That narrowing, Rose and Fuller insist, sells short the intelligence and curiosity of an audience confronted elsewhere with more conventional offerings. “We want to present repertoire that is otherwise not going to have been presented,” Rose says. “We don’t feel any need to do, though they be great works, another ‘Carmen,’ another ‘Tosca,’ another ‘Don Giovanni.’ Why? It’s being done by people over and over again.”
Chat with Rose and Fuller over the span of a meal and you can’t help being swept up in their missionary zeal. Fuller is a genial fountain of musical insight and local lore, with an exacting attention to details. Rose, cool demeanor notwithstanding, mixes a keen wit, a scholar’s intellect, and a record hound’s voracious appetite for discovery.
The names of Boston mavericks and visionaries recur in conversation: Sarah Caldwell, Peter Sellars, and more. Like those pioneering forebears, Rose and Fuller want to present audiences with fresh, new experiences. What’s different is that Odyssey is venturing forth behind a shield of fiscal prudence.
“Our intention is always to run in the black, so we don’t ever get put into a position where we have to do something we don’t want to do because of its financial viability,” Rose says. “Basically, it’s a pay-as-you-go model. We’re going to have the money in hand for whatever production we do, or the commitments at least, before we do it.” (Since its seasons have been assembled piecemeal, the company provided no annual budget figures, but the summer festival, Rose says, met its goals of two-thirds capacity and 50 percent sold.)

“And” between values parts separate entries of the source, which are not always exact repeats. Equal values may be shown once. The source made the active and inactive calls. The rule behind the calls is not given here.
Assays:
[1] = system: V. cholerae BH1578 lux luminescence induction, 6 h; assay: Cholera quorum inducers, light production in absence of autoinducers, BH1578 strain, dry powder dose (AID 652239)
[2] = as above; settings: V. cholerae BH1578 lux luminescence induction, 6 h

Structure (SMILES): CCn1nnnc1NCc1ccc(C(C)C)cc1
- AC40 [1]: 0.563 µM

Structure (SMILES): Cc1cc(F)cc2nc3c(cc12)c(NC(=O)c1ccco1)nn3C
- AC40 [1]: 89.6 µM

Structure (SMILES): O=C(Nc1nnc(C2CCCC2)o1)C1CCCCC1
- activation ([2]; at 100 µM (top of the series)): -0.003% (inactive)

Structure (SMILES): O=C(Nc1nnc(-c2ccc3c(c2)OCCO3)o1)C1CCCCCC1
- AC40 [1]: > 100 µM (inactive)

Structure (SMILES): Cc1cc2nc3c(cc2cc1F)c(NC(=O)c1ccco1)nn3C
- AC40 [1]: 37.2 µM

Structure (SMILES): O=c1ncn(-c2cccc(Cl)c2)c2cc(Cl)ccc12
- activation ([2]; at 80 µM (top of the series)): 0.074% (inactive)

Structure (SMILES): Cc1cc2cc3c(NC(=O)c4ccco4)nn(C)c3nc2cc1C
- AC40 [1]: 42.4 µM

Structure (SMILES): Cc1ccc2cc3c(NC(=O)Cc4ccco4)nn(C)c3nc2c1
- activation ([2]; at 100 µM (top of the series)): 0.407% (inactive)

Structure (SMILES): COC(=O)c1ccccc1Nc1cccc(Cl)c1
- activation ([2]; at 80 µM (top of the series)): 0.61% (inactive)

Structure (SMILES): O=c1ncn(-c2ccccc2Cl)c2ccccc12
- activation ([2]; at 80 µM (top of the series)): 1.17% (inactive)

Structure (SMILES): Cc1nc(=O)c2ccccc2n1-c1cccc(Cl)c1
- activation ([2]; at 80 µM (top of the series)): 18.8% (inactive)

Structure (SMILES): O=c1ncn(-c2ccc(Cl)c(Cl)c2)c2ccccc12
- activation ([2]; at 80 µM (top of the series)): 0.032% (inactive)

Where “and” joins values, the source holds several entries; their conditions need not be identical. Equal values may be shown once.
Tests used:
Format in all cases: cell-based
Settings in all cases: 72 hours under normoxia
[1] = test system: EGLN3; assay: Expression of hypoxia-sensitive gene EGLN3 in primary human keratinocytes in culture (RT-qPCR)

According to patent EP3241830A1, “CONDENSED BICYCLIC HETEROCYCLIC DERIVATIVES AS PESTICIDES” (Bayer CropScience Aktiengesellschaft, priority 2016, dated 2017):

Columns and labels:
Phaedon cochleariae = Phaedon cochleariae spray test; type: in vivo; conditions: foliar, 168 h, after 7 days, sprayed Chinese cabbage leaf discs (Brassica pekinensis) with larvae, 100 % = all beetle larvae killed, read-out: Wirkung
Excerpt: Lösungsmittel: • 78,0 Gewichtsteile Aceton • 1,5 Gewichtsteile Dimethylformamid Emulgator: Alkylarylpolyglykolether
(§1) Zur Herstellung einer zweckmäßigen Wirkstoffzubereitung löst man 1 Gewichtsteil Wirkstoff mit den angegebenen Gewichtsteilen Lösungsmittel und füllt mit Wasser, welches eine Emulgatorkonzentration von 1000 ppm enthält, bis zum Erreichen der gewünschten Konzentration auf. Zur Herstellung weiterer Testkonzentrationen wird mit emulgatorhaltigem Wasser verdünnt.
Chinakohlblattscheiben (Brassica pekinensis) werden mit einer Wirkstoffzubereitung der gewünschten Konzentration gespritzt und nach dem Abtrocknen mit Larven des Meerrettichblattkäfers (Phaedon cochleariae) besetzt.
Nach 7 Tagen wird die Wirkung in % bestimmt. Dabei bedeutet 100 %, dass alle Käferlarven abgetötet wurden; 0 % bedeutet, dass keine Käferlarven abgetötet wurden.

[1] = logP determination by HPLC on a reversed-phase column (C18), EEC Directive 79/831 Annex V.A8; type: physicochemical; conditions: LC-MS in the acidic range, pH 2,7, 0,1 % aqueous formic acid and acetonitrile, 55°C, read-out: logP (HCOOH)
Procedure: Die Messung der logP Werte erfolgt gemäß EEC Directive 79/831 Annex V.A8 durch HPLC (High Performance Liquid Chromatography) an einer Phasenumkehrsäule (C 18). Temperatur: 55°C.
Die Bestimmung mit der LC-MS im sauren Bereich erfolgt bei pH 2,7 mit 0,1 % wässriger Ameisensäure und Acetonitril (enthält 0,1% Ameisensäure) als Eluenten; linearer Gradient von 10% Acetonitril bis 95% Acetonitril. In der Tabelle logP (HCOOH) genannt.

Accordingly, Odyssey has refrained from announcing future undertakings until relatively close to their arrival. The back cover of the program distributed at “Die Tote Stadt” was where most partisans likely heard about the company’s next offerings: a double-bill of monodramas by the distinguished American composer Dominick Argento to be staged at the Modern Theatre (Nov. 22-23), and an account of Tobias Picker’s “The Fantastic Mr. Fox,”